Brandon Bass was thought to be one of the team's leaders at the start of the season. While Bass has put up great numbers and been a real positive for the team on the court, there's no real sense that this guy has the pulse of the team.
Green talked of trying to follow Garnett's advice and playing like an asshole, but that looks to have fallen by the wayside. The only times you'll see that mentality come out is when he's dunking on someone's face.
With all of this being said, what if the Celtics hadn't traded Garnett and Pierce? If the two future all-stars agreed to take backseats to the development of the new guys, this team would still have its heart-and-soul. The draft picks are great and, again, Ainge looks like an Executive of the Year candidate getting them all from a team that looks like it will be very bad when those picks come due. He absolutely made the right call in acquiring so many assets for guys on their way out.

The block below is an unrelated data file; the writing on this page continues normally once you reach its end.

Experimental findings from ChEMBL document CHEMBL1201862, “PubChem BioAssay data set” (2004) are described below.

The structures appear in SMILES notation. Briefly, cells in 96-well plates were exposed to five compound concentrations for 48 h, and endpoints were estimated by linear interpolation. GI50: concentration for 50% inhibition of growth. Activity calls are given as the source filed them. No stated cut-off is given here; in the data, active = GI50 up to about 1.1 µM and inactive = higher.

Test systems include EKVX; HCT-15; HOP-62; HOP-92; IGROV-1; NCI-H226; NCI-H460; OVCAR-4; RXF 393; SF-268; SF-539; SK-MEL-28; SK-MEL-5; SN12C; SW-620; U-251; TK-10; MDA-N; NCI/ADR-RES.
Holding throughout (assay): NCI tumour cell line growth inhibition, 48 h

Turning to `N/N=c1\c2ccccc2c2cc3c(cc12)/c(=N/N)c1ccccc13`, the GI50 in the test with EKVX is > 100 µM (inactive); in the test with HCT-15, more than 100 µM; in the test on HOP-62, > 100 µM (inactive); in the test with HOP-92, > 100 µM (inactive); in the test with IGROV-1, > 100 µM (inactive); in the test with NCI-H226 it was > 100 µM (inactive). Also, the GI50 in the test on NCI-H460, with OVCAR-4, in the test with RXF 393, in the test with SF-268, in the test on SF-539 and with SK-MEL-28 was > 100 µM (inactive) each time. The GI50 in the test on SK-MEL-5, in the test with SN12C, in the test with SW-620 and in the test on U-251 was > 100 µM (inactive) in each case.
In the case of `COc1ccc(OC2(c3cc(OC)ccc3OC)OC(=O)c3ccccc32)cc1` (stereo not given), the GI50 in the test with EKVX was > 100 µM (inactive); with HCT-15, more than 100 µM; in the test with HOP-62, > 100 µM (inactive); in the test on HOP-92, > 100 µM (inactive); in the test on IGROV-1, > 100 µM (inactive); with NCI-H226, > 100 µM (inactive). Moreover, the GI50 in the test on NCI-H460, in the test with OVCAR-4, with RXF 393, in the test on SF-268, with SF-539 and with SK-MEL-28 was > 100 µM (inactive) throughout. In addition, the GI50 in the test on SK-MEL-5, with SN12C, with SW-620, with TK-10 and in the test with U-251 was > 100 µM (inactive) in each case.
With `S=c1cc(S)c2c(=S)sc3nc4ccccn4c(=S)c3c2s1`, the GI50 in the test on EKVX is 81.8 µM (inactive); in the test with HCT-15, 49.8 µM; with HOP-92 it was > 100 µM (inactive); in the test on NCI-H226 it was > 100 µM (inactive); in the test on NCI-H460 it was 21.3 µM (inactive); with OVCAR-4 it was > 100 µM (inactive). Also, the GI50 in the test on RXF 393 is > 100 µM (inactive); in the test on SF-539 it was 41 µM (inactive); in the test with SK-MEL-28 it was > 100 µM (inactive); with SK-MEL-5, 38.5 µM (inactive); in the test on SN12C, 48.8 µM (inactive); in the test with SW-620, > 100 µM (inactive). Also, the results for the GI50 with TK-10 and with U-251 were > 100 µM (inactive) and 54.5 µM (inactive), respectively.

But in terms of right now, and I'm sure this goes without saying, this team has a much better shot at contention with Garnett and Pierce. It's not like the Celtics are getting a ton of production out of the players they received from Brooklyn anyway. Garnett could easily replace Humphries in the lineup, Pierce would be an upgrade over Wallace and Keith Bogans and MarShon Brooks never leave the bench. Who cares if Garnett isn't the player he used to be, it's his voice you'd want him for, not his play. Of course the trade was all about future assets and who knows if Pierce and Garnett would have agreed to come off the bench during the changeover.